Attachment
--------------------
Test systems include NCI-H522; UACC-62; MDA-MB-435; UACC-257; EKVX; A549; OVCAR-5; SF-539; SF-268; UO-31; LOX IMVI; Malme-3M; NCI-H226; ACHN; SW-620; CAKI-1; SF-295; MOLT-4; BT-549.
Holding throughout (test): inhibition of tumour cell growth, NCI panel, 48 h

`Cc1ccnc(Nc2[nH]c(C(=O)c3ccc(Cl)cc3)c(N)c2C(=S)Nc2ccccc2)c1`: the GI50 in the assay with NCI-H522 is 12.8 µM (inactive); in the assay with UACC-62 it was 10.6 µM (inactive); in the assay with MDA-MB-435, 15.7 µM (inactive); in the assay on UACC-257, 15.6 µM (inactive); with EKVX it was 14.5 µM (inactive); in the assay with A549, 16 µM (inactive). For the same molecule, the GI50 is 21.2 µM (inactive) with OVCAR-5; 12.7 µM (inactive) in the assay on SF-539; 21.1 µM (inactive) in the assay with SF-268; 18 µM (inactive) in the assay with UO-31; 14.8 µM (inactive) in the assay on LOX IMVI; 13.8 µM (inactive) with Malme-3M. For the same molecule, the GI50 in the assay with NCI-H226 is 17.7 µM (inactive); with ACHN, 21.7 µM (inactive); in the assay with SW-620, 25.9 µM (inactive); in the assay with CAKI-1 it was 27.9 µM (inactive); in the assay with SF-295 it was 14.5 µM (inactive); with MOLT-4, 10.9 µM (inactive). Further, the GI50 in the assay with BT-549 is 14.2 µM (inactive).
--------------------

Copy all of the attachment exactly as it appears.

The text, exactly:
Test systems include NCI-H522; UACC-62; MDA-MB-435; UACC-257; EKVX; A549; OVCAR-5; SF-539; SF-268; UO-31; LOX IMVI; Malme-3M; NCI-H226; ACHN; SW-620; CAKI-1; SF-295; MOLT-4; BT-549.
Holding throughout (test): inhibition of tumour cell growth, NCI panel, 48 h

`Cc1ccnc(Nc2[nH]c(C(=O)c3ccc(Cl)cc3)c(N)c2C(=S)Nc2ccccc2)c1`: the GI50 in the assay with NCI-H522 is 12.8 µM (inactive); in the assay with UACC-62 it was 10.6 µM (inactive); in the assay with MDA-MB-435, 15.7 µM (inactive); in the assay on UACC-257, 15.6 µM (inactive); with EKVX it was 14.5 µM (inactive); in the assay with A549, 16 µM (inactive). For the same molecule, the GI50 is 21.2 µM (inactive) with OVCAR-5; 12.7 µM (inactive) in the assay on SF-539; 21.1 µM (inactive) in the assay with SF-268; 18 µM (inactive) in the assay with UO-31; 14.8 µM (inactive) in the assay on LOX IMVI; 13.8 µM (inactive) with Malme-3M. For the same molecule, the GI50 in the assay with NCI-H226 is 17.7 µM (inactive); with ACHN, 21.7 µM (inactive); in the assay with SW-620, 25.9 µM (inactive); in the assay with CAKI-1 it was 27.9 µM (inactive); in the assay with SF-295 it was 14.5 µM (inactive); with MOLT-4, 10.9 µM (inactive). Further, the GI50 in the assay with BT-549 is 14.2 µM (inactive).